Talar: Bullet, you said you would come up to the attic and tell me about the gasoline and the bicycles. Will you talk your story into the mike, just as you remember it?
Bullet: Well, I was awful mad when they said I couldn't go on the trip. Sure I picked up the axe when Martha told me not to, but I put it back again. Then she said I couldn't go, and Donnie was going, and when they all went I didn't have anything to do to have fun and I began to get madder and madder all the time. It made me feel kind of sick to be so mad, so I went where they keep the gasoline can and I started to smell it.
Taiar: What made you want to smell gas, Bullet?
Bullet: Well, when you feel bad, you smell it and it makes you feel kind of hot and kind of drowsy, like you was floating through the air. It makes you feel sort of hot inside and different from the way you were before.
Taiar: And after you smelled the gas and felt better, what did you do?
Bullet: Then I began to feel mad again and had to do something, so I found a nail. It was an old rusty one, and I got a piece of board to push it with so it wouldn't hurt my hand, and I made holes in all the tires except Donnie's.
Taiar: Why not in Donnie's?
Bullet: Because they're solid and you can't....
Taiar: And after you had punched all those holes what did you do?
Bullet: Mary hollered to come to dinner, so I went and we had hot dogs at the Council ring and then we had some games and then I didn't feel so good, so I went and smelled the gas again.
Taiar: How long have you liked to smell gas, Bullet?
Bullet: Well, here at camp, ever since about two weeks after I came to the farm. I showed Donnie how to smell it. It makes you feel like you was in fairyland or somewhere else than where you are....
Tajar: Bullet, how come so much gas was spilled on the cellar floor?
Bullet: Oh, I just wanted to get more on my rag. If you have a lot it makes you sort of dream. It gets all dark and you see shooting stars in it, and this time I saw big flies flying in it. They were big and green and had white wings.
Taiar: And you feel better about yourself and about people after you have one of those dreams?
Bullet: Yep, until I begin to feel bad again, or get mad.
Tajar: Okay, Bullet, that's all for now. Thank you for being truthful with me. 29
The solvents found in the other common household products listed above have effects on the whole quite similar to those Bullet described for gasoline. Whether these substances are addicting, or, indeed, what permanent effects if any result from recreational use, remains undetermined. In two bulletins of the National Clearinghouse for Poison Control Centers (a unit of the United States Public Health Service), one dated February-March 1962 and the other July-August 1964, Mr. Henry L. Verhulst and Dr. John J. Crotty reviewed both the older toxicological literature on organic solvents and recent laboratory studies on glue-sniffing in particular. The older literature was based on exposure among industrial workers who breathed solvent fumes eight hours a day, five days a week for months or years. The workers suffered adverse effects like those listed by Dr. Swinyard, as well as serious damage to the brain, liver, and kidneys. Solvent sniffing for recreational purposes, however, involves only a transient rather than a prolonged exposure. Hence, Verhulst and Crotty concluded, the older toxicological data on industrial exposure could not be extrapolated to cover occasional recreational sniffing. 30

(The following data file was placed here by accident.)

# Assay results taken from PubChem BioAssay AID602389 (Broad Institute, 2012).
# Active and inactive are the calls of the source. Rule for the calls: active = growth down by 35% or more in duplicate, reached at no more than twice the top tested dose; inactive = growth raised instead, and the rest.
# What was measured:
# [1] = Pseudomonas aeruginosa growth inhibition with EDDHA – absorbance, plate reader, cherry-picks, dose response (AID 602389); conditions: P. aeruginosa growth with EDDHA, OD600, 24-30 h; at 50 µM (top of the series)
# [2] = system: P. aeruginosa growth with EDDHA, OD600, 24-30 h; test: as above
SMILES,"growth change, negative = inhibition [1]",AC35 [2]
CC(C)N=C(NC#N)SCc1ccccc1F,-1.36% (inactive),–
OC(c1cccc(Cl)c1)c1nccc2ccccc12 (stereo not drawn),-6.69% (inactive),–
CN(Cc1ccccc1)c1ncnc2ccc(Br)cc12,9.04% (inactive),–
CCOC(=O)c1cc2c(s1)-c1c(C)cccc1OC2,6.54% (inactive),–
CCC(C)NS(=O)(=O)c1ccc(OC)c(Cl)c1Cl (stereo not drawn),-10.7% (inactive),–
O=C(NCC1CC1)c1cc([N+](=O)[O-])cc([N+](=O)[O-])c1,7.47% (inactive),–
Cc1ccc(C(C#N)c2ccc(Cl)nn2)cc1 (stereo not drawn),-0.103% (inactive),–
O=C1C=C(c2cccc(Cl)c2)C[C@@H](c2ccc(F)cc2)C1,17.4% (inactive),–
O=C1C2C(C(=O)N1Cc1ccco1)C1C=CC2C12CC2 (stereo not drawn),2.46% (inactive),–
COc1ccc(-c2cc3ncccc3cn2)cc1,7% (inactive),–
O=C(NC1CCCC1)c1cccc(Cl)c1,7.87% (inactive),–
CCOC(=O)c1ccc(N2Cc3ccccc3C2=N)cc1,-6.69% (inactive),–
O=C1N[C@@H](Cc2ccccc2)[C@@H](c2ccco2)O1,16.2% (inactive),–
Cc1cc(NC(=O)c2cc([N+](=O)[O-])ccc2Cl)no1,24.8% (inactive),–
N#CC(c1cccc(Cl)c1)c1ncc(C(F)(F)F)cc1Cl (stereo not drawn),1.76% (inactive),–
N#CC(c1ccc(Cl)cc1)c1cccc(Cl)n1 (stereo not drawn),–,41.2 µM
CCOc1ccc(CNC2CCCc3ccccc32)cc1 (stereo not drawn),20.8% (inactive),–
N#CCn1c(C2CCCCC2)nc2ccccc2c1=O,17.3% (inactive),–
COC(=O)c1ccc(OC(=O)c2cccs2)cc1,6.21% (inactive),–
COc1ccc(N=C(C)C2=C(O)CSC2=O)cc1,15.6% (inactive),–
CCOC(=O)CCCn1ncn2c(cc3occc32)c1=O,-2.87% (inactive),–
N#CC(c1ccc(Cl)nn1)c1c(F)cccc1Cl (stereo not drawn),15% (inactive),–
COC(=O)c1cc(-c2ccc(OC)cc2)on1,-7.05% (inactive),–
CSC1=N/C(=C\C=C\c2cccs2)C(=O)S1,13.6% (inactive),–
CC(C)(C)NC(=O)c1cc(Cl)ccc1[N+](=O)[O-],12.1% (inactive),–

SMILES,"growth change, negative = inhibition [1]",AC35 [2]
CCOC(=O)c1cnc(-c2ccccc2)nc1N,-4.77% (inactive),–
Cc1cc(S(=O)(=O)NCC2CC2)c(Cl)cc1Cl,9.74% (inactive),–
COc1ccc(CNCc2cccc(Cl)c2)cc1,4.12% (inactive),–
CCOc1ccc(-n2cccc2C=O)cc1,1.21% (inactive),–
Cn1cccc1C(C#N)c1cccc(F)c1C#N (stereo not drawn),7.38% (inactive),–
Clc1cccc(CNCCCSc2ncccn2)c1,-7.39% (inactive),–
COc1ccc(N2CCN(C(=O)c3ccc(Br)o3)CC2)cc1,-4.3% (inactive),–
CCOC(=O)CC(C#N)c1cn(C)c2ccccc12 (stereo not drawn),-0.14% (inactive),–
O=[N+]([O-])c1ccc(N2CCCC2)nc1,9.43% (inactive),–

Solvent sniffing in general was not particularly widespread in the 1950s, and there is no reason to believe that it is any more widespread today. But there is one startling exception. Glue-sniffing, almost unknown before 1959, became a source of nationwide concern and a major form of drug use shortly thereafter. The factors that led to the almost overnight popularization of glue-sniffing deserve close scrutiny; they are therefore reviewed in detail in the following chapter.
1. Edward Preble and Gabriel V. Laury, "Plastic Cement: The Ten Cent Hallucinogen," International Journal of the Addictions, 2 (Fall 1967): 271-272.
2. David R. Nagle, "Anesthetic Addiction and Drunkenness," International Journal of the Addictions, 3 (Spring 1968): 33.
3. Thomas Mitchell, Elements of Chemical Philosophy (Cincinnati: Corey and Fairbank, 1832), cited by Nagle, "Anesthetic Addiction and Drunkenness," p. 27.
4. Peter J. Cohen and Robert D. Dripps in Goodman and Gilman, 4th ed. (1970), p. 43.
6. Henry L. Price and Robert D. Dripps in Goodman and Gilman, 4th ed. (1970), p, 72.
7. Psychiatric News, December 15, 1971.
8. Edward J. Lynn et al., "Nitrous Oxide: It's a Gas!" presented at the 124th Annual Meeting of the American Psychiatric Association, May 1971.
9. Encyclopaedia Britannica, 11th ed., s.v, "Ether."
10. David R. Nagle, "Anesthetic Addiction and Drunkenness," p. 26.
11. W. Lewis, Materia Medica (London, 1761), cited by Nagle, "Anesthetic Addiction and Drunkenness," p. 26.
12. Nagle, p. 26.
13. T. Lee, "The Sedative Effects of Vaporous Ether Recognized Some Forty Years Since," Lancet, 1 (1847): 164, cited by Nagle, p. 26.
14. Nagle, p. 28.
16. E. Hart, "Ether Drinking," British Medical Journal, 2 (1890): 885, cited in Nagle, p. 29.
17. Select Committee on British and Foreign Spirits, 1890-1891, cited in Nagle, p. 27.
18. Nagle, p. 27.
19. Oliver Wendell Holmes, Mechanism in Thought and Morals, Phi Beta Kappa address, Harvard University, June 29, 1870 (Boston: J. R. Osgood and Company, 1871).
20. Peter J. Cohen and Robert D. Dripps in Goodman and Gilman, p. 44.
21. N. Kerr, "Ether Inebriety," JAMA, 17 (1891): 791, cited by Nagle, p. 30,
22. Axel Munthe, The Story of San Michele (New York: Dutton, 1929), cited by Nagle, p. 27.
23. Bulletin, National Clearinghouse for Poison Control Centers, U.S. Department of Health, Education, and Welfare, Public Health Service (February-March 1962), p. 2.
24. Nagle, p. 36.
25. Samuel Guthrie, "New Mode of Preparing a Spiritous Solution of Chloric Ether," American Journal of Science and Arts (Silliman's), 24 (1831): 64.
26. Henry L. Price and Robert D. Dripps in Goodman and Gilman, p. 83.
27. Nagle, pp. 31-32.
28. Ewart A. Swinyard, "Noxious Gases and Vapors," in Goodman and Gilman, 4th ed. (1970), pp. 937-938.
29. A. E. Hamilton, Psychology and the Great God Fun (New York: Julian Press, 1955), pp. 106-109.
30. Henry L. Verhulst and John J. Crotty in Bulletin, National Clearinghouse for Poison Control Centers, U.S. Department of Health, Education, and Welfare, Public Health Service (FebruaryMarch 1962).